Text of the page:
Biology ETDs

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Naturally occurring populations of three species of colonial, altricial birds, the Piñon Jay (Gymnorhinus cyanocephalus), Great-tailed Grackle (Cassidix mexicanus) and Barn Swallow (Hirundo rustica) were tested for egg discrimination and the presence of intraspecific brood parasitism such discrimination would imply. Current theory predicts that, based on the intense pressure to increase personal fitness, brood parasitism, or cheating, should occur when a brood parasite's fitness is enhanced relative to a nonparasite's. Due to the high costs of parental care in altricial birds, selection against such cheaters (actual or potential) should also be intense. Egg rejection is the most common selection mechanism against interspecific brood parasites, and the absence or presence of this mechanism was tested for. Single eggs were switched between pairs of nests for each species and a fifth egg added to some Pinon Jay nests. Two entire Barn Swallow clutches were switched, and single Empidonax flycatcher eggs (species unknown) were added to two Barn Swallow nests. Based on this lack of evidence for a selective mechanism against cheaters it is hypothesized for these three species that either the pressure for such cheating is not so intense and, cheating, given what the behavior might cost, is rarer than to be expected, or that egg discrimination and rejection are not the mechanisms of selection against cheaters in these populations.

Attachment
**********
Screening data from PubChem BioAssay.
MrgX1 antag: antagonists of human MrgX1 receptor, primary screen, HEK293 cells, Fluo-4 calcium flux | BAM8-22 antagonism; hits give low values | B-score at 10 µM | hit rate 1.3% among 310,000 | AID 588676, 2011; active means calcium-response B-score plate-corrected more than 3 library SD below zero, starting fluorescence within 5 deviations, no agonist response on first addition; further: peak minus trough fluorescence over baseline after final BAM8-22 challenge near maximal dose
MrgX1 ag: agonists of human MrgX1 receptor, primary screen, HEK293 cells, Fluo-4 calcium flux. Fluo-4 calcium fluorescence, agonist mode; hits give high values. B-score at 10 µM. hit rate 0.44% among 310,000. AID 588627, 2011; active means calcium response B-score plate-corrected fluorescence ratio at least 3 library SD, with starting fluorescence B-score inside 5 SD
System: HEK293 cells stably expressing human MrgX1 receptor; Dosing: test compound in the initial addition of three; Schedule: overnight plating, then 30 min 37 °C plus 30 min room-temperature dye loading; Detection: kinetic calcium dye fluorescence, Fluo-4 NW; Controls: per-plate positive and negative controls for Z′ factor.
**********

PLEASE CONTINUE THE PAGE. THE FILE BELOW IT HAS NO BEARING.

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Department Name

UNM Biology Department

First Committee Member (Chair)

J. David Ligon

Second Committee Member

Randy Thornhill

Third Committee Member

James Smith Findley

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Biology Commons